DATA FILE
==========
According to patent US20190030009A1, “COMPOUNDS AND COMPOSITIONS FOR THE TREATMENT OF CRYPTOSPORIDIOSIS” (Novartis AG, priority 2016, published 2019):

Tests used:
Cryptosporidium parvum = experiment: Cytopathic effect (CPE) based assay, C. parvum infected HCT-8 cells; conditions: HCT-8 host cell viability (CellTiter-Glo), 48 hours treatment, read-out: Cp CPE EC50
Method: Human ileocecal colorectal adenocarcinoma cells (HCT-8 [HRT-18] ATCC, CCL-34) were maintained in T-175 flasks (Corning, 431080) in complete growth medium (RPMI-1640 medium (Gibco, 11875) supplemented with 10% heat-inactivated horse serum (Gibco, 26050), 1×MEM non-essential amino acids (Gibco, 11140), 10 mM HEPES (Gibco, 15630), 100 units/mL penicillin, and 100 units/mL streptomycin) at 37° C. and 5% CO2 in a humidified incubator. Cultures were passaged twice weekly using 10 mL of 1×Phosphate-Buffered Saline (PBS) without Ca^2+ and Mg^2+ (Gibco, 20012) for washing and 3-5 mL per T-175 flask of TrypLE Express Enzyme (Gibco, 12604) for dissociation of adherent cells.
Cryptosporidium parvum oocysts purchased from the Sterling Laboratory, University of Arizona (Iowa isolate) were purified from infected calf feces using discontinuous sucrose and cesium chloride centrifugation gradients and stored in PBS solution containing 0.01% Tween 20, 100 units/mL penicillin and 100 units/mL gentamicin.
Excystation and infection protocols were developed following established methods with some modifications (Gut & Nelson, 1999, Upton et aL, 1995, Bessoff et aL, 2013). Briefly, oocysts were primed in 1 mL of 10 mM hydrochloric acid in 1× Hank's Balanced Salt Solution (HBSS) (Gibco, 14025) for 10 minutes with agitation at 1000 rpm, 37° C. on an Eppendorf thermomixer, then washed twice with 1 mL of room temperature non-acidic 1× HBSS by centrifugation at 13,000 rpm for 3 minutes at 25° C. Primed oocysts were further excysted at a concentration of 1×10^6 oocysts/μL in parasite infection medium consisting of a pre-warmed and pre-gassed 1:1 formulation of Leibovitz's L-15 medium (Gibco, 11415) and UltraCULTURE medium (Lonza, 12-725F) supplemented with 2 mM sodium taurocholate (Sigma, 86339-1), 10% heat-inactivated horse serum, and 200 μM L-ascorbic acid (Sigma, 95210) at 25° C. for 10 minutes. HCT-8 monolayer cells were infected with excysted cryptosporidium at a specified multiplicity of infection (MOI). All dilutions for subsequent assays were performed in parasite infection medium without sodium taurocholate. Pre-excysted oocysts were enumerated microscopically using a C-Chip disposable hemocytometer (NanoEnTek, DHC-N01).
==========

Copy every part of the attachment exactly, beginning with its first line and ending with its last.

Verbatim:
According to patent US20190030009A1, “COMPOUNDS AND COMPOSITIONS FOR THE TREATMENT OF CRYPTOSPORIDIOSIS” (Novartis AG, priority 2016, published 2019):

Tests used:
Cryptosporidium parvum = experiment: Cytopathic effect (CPE) based assay, C. parvum infected HCT-8 cells; conditions: HCT-8 host cell viability (CellTiter-Glo), 48 hours treatment, read-out: Cp CPE EC50
Method: Human ileocecal colorectal adenocarcinoma cells (HCT-8 [HRT-18] ATCC, CCL-34) were maintained in T-175 flasks (Corning, 431080) in complete growth medium (RPMI-1640 medium (Gibco, 11875) supplemented with 10% heat-inactivated horse serum (Gibco, 26050), 1×MEM non-essential amino acids (Gibco, 11140), 10 mM HEPES (Gibco, 15630), 100 units/mL penicillin, and 100 units/mL streptomycin) at 37° C. and 5% CO2 in a humidified incubator. Cultures were passaged twice weekly using 10 mL of 1×Phosphate-Buffered Saline (PBS) without Ca^2+ and Mg^2+ (Gibco, 20012) for washing and 3-5 mL per T-175 flask of TrypLE Express Enzyme (Gibco, 12604) for dissociation of adherent cells.
Cryptosporidium parvum oocysts purchased from the Sterling Laboratory, University of Arizona (Iowa isolate) were purified from infected calf feces using discontinuous sucrose and cesium chloride centrifugation gradients and stored in PBS solution containing 0.01% Tween 20, 100 units/mL penicillin and 100 units/mL gentamicin.
Excystation and infection protocols were developed following established methods with some modifications (Gut & Nelson, 1999, Upton et aL, 1995, Bessoff et aL, 2013). Briefly, oocysts were primed in 1 mL of 10 mM hydrochloric acid in 1× Hank's Balanced Salt Solution (HBSS) (Gibco, 14025) for 10 minutes with agitation at 1000 rpm, 37° C. on an Eppendorf thermomixer, then washed twice with 1 mL of room temperature non-acidic 1× HBSS by centrifugation at 13,000 rpm for 3 minutes at 25° C. Primed oocysts were further excysted at a concentration of 1×10^6 oocysts/μL in parasite infection medium consisting of a pre-warmed and pre-gassed 1:1 formulation of Leibovitz's L-15 medium (Gibco, 11415) and UltraCULTURE medium (Lonza, 12-725F) supplemented with 2 mM sodium taurocholate (Sigma, 86339-1), 10% heat-inactivated horse serum, and 200 μM L-ascorbic acid (Sigma, 95210) at 25° C. for 10 minutes. HCT-8 monolayer cells were infected with excysted cryptosporidium at a specified multiplicity of infection (MOI). All dilutions for subsequent assays were performed in parasite infection medium without sodium taurocholate. Pre-excysted oocysts were enumerated microscopically using a C-Chip disposable hemocytometer (NanoEnTek, DHC-N01).